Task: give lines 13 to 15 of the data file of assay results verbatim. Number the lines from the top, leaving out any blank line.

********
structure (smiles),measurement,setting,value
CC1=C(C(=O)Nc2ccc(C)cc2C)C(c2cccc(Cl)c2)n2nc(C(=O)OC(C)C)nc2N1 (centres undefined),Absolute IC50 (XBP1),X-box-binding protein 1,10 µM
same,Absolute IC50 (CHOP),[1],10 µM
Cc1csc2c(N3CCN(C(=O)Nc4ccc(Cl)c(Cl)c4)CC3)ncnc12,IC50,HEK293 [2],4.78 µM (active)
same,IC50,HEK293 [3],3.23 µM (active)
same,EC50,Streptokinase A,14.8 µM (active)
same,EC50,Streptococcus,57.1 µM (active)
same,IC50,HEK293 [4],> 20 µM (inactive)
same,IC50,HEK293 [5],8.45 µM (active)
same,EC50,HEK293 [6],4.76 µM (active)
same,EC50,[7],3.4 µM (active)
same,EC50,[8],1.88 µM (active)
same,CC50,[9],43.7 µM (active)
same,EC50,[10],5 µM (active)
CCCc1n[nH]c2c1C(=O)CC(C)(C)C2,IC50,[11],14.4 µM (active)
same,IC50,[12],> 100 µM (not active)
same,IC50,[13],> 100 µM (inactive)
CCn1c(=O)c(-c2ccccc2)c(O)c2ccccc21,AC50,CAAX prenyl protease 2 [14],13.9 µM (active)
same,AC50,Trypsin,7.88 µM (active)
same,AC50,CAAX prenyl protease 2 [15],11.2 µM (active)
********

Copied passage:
same,CC50,[9],43.7 µM (active)
same,EC50,[10],5 µM (active)
CCCc1n[nH]c2c1C(=O)CC(C)(C)C2,IC50,[11],14.4 µM (active)